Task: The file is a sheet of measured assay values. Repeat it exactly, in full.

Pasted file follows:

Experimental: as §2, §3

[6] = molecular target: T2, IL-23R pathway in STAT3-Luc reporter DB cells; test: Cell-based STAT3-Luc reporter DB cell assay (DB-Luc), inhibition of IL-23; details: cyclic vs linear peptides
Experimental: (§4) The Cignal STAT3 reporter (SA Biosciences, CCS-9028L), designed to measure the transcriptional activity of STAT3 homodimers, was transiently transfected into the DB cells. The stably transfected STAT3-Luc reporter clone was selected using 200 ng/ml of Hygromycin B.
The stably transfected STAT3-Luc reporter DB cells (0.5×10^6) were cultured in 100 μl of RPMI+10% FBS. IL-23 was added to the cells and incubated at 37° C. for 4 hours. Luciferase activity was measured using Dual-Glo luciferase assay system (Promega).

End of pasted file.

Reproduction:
Experimental: as §2, §3

[6] = molecular target: T2, IL-23R pathway in STAT3-Luc reporter DB cells; test: Cell-based STAT3-Luc reporter DB cell assay (DB-Luc), inhibition of IL-23; details: cyclic vs linear peptides
Experimental: (§4) The Cignal STAT3 reporter (SA Biosciences, CCS-9028L), designed to measure the transcriptional activity of STAT3 homodimers, was transiently transfected into the DB cells. The stably transfected STAT3-Luc reporter clone was selected using 200 ng/ml of Hygromycin B.
The stably transfected STAT3-Luc reporter DB cells (0.5×10^6) were cultured in 100 μl of RPMI+10% FBS. IL-23 was added to the cells and incubated at 37° C. for 4 hours. Luciferase activity was measured using Dual-Glo luciferase assay system (Promega).